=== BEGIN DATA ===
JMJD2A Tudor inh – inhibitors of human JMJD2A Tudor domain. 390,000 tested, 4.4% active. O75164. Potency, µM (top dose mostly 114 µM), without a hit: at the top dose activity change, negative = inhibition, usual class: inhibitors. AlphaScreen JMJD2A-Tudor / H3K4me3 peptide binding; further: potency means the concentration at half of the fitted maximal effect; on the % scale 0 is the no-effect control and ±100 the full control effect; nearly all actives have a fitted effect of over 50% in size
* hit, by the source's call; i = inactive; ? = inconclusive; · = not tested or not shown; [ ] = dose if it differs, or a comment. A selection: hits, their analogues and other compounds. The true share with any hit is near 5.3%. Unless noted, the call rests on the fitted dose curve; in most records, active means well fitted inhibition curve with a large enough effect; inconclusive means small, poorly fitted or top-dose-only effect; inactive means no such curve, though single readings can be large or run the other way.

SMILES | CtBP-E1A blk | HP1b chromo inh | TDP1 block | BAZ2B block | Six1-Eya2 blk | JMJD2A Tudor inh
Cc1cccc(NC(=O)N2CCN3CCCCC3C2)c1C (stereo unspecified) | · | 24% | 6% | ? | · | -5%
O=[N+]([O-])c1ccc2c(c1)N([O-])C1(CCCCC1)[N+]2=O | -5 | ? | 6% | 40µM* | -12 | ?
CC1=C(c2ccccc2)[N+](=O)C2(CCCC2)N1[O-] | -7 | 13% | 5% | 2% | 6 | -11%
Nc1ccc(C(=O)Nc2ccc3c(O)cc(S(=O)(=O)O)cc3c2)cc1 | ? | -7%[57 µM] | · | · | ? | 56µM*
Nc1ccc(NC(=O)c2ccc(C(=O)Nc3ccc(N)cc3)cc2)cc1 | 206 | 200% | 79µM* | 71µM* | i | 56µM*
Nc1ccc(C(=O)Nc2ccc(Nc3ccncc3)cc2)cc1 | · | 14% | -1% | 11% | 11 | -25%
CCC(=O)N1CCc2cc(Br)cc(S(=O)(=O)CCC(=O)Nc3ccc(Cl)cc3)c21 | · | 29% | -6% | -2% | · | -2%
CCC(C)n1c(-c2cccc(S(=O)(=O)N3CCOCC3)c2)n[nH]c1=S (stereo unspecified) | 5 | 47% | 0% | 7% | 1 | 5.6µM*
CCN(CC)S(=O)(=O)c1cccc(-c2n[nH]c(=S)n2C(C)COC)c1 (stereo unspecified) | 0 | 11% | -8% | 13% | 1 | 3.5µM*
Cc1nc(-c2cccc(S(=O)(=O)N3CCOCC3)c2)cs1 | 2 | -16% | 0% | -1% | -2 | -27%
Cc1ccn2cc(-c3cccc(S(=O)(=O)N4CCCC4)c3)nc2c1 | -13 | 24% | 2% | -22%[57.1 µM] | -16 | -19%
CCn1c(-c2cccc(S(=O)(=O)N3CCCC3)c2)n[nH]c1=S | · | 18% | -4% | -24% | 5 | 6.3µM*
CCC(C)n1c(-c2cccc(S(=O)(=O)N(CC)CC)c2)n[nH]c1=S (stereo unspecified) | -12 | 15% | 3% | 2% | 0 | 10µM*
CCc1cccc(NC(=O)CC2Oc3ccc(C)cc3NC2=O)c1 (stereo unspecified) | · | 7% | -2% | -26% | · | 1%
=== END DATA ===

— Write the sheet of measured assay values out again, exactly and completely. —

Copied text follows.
JMJD2A Tudor inh – inhibitors of human JMJD2A Tudor domain. 390,000 tested, 4.4% active. O75164. Potency, µM (top dose mostly 114 µM), without a hit: at the top dose activity change, negative = inhibition, usual class: inhibitors. AlphaScreen JMJD2A-Tudor / H3K4me3 peptide binding; further: potency means the concentration at half of the fitted maximal effect; on the % scale 0 is the no-effect control and ±100 the full control effect; nearly all actives have a fitted effect of over 50% in size
* hit, by the source's call; i = inactive; ? = inconclusive; · = not tested or not shown; [ ] = dose if it differs, or a comment. A selection: hits, their analogues and other compounds. The true share with any hit is near 5.3%. Unless noted, the call rests on the fitted dose curve; in most records, active means well fitted inhibition curve with a large enough effect; inconclusive means small, poorly fitted or top-dose-only effect; inactive means no such curve, though single readings can be large or run the other way.

SMILES | CtBP-E1A blk | HP1b chromo inh | TDP1 block | BAZ2B block | Six1-Eya2 blk | JMJD2A Tudor inh
Cc1cccc(NC(=O)N2CCN3CCCCC3C2)c1C (stereo unspecified) | · | 24% | 6% | ? | · | -5%
O=[N+]([O-])c1ccc2c(c1)N([O-])C1(CCCCC1)[N+]2=O | -5 | ? | 6% | 40µM* | -12 | ?
CC1=C(c2ccccc2)[N+](=O)C2(CCCC2)N1[O-] | -7 | 13% | 5% | 2% | 6 | -11%
Nc1ccc(C(=O)Nc2ccc3c(O)cc(S(=O)(=O)O)cc3c2)cc1 | ? | -7%[57 µM] | · | · | ? | 56µM*
Nc1ccc(NC(=O)c2ccc(C(=O)Nc3ccc(N)cc3)cc2)cc1 | 206 | 200% | 79µM* | 71µM* | i | 56µM*
Nc1ccc(C(=O)Nc2ccc(Nc3ccncc3)cc2)cc1 | · | 14% | -1% | 11% | 11 | -25%
CCC(=O)N1CCc2cc(Br)cc(S(=O)(=O)CCC(=O)Nc3ccc(Cl)cc3)c21 | · | 29% | -6% | -2% | · | -2%
CCC(C)n1c(-c2cccc(S(=O)(=O)N3CCOCC3)c2)n[nH]c1=S (stereo unspecified) | 5 | 47% | 0% | 7% | 1 | 5.6µM*
CCN(CC)S(=O)(=O)c1cccc(-c2n[nH]c(=S)n2C(C)COC)c1 (stereo unspecified) | 0 | 11% | -8% | 13% | 1 | 3.5µM*
Cc1nc(-c2cccc(S(=O)(=O)N3CCOCC3)c2)cs1 | 2 | -16% | 0% | -1% | -2 | -27%
Cc1ccn2cc(-c3cccc(S(=O)(=O)N4CCCC4)c3)nc2c1 | -13 | 24% | 2% | -22%[57.1 µM] | -16 | -19%
CCn1c(-c2cccc(S(=O)(=O)N3CCCC3)c2)n[nH]c1=S | · | 18% | -4% | -24% | 5 | 6.3µM*
CCC(C)n1c(-c2cccc(S(=O)(=O)N(CC)CC)c2)n[nH]c1=S (stereo unspecified) | -12 | 15% | 3% | 2% | 0 | 10µM*
CCc1cccc(NC(=O)CC2Oc3ccc(C)cc3NC2=O)c1 (stereo unspecified) | · | 7% | -2% | -26% | · | 1%